When a flight gets cancelled, you can't do much about it. However, you don't have to accept unreasonable alternative services.
"Your flight was cancelled, please turn to our staff for help." Passengers are confronted with such messages on a daily basis. It becomes even more disturbing if the provided alternative transportation is completely different from the one you originally booked. Travellers don't have to accept that. There are rules laid out in the European air passenger rights regulations for situations like delays, cancellations or changes of the flight schedule. The enforcement of these rights depends on your booking.
The flight was booked directly with the airline
The airline has to inform you of the changes and offer you two options: an alternative flight or the free cancellation of the ticket. If you choose the latter, the airline needs to refund you the total ticket price. This also applies if you booked a round trip (including the return flight) with the airline. If you choose an alternative flight, you don't have to accept everything.
According to the air passenger rights regulation, the rerouting has to be "under comparable transport conditions, to your final destination at the earliest opportunity". Therefore, if the airline offers you an alternative that is not soon or no alternative at all, e.g. if they want to rebook you to a flight on the next day eventhough there would be flights available from other airlines on the same day, we recommend that you insist on being booked to the better flight free of charge. If there is no flight available in a timely manner, you could also think about catching a rental car, train or bus - this question has not yet been entirely clarified. It is our opinion that you are entitled to such alternatives.
If the airline refuses to offer an acceptable subsitute, we advise you to write down that you felt forced to manage your transportation yourself and that you reserve the right to claim a refund of the costs afterwards.
It happens, unfortunately, that airlines reroute their customers to other flights even though there are still seats available at their booked flight. You should therefore check whether there are any seats available after you received the bad news. If so, you should insist on getting your original flight.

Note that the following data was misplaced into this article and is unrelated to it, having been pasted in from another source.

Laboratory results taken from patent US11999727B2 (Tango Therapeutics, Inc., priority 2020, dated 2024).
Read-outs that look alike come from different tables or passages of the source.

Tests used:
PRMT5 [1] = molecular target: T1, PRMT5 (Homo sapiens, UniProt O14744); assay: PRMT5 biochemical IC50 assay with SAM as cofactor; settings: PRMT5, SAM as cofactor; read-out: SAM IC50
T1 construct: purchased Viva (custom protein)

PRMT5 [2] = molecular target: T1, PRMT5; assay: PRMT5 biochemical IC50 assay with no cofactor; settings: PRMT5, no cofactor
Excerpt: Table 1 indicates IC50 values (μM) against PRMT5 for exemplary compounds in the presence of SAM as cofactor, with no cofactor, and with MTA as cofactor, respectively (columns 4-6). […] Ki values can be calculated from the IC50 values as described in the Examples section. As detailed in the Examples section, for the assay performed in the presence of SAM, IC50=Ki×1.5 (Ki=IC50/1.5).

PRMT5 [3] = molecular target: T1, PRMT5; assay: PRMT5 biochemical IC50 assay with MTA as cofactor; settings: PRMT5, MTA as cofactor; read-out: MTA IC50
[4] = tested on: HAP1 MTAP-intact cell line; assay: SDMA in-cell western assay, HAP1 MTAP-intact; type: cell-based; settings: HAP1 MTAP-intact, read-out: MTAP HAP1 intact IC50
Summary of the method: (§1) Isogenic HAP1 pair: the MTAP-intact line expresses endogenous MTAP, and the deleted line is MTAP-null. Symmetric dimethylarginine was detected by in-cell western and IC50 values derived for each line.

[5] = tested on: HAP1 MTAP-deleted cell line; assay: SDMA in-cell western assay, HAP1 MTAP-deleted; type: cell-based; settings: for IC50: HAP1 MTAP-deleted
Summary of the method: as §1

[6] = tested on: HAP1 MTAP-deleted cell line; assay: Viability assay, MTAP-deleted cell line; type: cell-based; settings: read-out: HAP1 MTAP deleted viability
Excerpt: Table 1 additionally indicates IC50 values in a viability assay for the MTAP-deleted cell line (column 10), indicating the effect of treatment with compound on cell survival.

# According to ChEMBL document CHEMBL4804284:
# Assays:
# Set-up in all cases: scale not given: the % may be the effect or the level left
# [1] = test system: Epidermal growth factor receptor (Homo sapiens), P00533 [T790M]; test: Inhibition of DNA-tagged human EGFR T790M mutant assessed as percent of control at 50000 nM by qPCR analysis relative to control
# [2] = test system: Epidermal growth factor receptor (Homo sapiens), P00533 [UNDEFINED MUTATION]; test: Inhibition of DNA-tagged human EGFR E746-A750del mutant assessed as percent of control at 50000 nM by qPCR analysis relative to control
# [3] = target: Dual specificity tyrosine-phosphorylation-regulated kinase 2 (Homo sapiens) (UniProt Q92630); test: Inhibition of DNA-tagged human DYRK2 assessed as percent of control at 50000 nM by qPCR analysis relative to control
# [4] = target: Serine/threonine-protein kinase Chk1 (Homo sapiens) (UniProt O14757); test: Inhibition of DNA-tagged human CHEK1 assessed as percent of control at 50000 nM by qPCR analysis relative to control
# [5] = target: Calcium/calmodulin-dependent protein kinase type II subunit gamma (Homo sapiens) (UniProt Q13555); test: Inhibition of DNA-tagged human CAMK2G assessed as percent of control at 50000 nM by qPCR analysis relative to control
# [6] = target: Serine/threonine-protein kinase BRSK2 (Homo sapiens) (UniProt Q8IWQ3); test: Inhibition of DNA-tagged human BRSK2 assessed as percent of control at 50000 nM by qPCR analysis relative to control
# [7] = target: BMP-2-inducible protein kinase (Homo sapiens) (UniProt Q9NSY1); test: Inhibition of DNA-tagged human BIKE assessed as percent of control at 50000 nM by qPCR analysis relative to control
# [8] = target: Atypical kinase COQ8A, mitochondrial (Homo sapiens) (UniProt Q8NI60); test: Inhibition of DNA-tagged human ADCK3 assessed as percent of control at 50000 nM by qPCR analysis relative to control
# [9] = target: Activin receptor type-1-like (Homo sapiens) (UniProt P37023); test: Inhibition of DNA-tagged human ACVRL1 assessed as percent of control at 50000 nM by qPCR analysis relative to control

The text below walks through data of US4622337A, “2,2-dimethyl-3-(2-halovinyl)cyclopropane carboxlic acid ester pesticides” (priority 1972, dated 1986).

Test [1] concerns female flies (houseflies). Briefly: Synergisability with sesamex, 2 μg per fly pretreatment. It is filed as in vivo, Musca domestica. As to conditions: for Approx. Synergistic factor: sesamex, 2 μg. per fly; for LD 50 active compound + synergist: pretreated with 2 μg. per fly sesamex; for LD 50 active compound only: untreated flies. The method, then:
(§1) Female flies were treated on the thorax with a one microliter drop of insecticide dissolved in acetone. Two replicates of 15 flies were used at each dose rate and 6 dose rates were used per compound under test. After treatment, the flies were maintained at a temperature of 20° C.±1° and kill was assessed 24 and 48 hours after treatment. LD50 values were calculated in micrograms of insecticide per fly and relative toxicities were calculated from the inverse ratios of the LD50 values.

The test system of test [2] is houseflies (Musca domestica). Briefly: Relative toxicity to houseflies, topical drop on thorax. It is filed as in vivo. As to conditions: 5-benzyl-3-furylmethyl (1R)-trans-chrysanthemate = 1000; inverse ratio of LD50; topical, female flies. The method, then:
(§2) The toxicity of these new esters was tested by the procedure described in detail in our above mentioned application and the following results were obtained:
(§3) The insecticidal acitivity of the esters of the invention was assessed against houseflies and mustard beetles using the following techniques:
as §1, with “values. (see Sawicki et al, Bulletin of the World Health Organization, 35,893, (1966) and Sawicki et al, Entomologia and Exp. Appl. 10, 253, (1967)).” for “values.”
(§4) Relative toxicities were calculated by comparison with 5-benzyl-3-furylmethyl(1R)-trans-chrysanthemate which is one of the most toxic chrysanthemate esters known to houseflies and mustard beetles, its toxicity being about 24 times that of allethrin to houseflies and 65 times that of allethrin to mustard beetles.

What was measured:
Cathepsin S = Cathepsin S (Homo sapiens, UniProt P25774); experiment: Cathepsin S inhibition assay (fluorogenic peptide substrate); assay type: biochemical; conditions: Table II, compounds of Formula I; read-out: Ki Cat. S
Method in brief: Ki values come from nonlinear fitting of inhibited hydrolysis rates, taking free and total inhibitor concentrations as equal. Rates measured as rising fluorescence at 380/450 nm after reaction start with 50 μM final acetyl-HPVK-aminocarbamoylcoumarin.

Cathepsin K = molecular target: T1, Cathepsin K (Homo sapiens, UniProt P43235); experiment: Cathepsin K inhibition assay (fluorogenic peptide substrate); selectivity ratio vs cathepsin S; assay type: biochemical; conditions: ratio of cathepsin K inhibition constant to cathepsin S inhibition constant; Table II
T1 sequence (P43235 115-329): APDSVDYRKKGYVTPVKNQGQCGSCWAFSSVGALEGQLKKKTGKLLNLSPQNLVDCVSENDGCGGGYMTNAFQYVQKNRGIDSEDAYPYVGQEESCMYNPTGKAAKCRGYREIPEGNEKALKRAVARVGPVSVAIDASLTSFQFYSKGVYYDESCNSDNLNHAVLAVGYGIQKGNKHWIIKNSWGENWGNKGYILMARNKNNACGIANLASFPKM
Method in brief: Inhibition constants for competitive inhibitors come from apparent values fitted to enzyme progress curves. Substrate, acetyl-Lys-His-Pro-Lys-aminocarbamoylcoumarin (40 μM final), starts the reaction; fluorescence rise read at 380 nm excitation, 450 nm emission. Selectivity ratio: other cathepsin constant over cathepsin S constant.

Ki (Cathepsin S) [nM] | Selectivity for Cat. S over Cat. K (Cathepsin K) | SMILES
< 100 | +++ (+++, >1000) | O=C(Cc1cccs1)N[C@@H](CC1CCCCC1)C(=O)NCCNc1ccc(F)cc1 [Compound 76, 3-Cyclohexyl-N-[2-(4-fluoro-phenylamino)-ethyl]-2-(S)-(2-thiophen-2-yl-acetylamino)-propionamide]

The flight was booked via an intermediary
From a legal perspective, the airline is your contractual partner for the transport and therefore in charge of customer information. It has to offer alternative flights or the reimbursement of the ticket costs. However, many airlines try to shift their responsibility regarding the communication to the intermediary. They argue that the consumer chose the intermediary for his booking and should therefore turn to him for help. Legally, this position is questionable, but the evaluation can take a long time. We always advise against booking flights through intermediarys - in reality, there is no saving of costs and in case of problems, a direct booking with an airline is easier to handle.
The flight is part of a package travel that was booked at the tour operator
The tour operator is responsible for any requests and the proper provision of your journey.
Tour operators usually reserve the right to changes in their terms & conditions. During the booking process, the consumer is informed that the flight schedule stated in the booking documents might change. Package travels are often planned a long time in advance and therefore the tour operators can't estimate which flights will be available.
Nevertheless, you don't have accept every change of plans of the operator. If it is a "significant" change, you have the right to protest against it and to request the free cancellation of the contract or the rebooking to another journey - or you could accept the change, but request a reasonable price reduction. What qualifies as "significant" depends on the travel itself (duration, flight dates, route etc.). If the flight is only rescheduled for some hours, it usually is considered to be acceptable. If your night rest is affected, it may not be.
If the flight dates have already been confirmed and the airline changes it afterwards, you have the same rights as if it were a direct flight booking (see above). If the airline changes the schedule significantly (e.g. departure at the next day) and is not willing to offer an alternative, you should insist that your tour operator (who is your contractual partner) finds a solution that fits more to the original plan.
If you are not offered an alternative, you don't have to accept the unilateral change of contract and can withdraw free of costs or request to be rebooked to another journey.